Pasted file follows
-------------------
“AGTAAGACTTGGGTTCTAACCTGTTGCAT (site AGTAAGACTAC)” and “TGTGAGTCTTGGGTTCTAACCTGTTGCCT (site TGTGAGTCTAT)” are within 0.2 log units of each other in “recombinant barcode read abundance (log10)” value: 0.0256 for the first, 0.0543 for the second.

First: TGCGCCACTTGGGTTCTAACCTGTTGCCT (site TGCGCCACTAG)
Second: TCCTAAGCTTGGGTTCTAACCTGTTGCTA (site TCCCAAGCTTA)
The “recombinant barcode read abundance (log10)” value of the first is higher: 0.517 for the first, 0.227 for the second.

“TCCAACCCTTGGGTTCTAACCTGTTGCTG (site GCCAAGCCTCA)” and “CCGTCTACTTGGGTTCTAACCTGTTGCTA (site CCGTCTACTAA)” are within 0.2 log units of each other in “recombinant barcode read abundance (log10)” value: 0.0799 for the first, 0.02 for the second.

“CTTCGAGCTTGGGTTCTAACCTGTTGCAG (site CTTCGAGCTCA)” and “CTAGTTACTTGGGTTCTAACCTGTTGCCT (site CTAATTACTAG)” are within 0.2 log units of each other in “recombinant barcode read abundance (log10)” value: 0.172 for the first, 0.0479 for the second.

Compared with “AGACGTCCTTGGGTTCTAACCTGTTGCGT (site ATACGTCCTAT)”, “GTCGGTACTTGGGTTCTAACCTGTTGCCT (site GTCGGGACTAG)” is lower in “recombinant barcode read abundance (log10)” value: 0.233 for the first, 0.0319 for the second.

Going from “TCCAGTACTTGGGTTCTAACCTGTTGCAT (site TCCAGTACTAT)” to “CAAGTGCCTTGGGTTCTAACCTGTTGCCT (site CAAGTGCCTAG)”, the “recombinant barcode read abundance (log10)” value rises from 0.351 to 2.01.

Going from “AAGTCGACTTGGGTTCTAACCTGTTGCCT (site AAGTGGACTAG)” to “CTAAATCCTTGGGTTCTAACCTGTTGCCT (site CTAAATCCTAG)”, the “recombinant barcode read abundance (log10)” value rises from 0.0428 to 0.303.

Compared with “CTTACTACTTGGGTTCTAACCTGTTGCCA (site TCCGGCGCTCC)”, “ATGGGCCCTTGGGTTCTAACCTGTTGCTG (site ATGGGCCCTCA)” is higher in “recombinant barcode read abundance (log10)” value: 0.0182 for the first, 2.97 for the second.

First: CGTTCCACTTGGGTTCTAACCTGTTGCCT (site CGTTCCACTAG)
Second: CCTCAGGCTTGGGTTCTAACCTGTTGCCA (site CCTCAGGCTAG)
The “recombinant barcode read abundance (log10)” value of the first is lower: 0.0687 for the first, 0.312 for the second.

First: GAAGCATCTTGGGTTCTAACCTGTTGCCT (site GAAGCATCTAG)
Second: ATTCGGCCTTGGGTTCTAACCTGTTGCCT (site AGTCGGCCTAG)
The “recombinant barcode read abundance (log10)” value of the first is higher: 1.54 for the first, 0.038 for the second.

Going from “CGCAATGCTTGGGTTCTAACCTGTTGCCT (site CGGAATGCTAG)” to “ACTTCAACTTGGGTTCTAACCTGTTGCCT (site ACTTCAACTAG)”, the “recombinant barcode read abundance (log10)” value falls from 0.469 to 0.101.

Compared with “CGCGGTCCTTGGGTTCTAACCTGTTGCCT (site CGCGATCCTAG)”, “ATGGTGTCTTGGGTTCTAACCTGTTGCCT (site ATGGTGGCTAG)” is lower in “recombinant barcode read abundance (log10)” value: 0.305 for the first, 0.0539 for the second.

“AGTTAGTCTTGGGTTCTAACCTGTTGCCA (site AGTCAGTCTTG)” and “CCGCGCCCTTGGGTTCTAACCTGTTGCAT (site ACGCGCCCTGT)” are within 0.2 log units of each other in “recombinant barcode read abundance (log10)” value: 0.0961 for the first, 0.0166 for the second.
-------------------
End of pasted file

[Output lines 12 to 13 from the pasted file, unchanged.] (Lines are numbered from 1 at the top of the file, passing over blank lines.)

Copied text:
Second: CCTCAGGCTTGGGTTCTAACCTGTTGCCA (site CCTCAGGCTAG)
The “recombinant barcode read abundance (log10)” value of the first is lower: 0.0687 for the first, 0.312 for the second.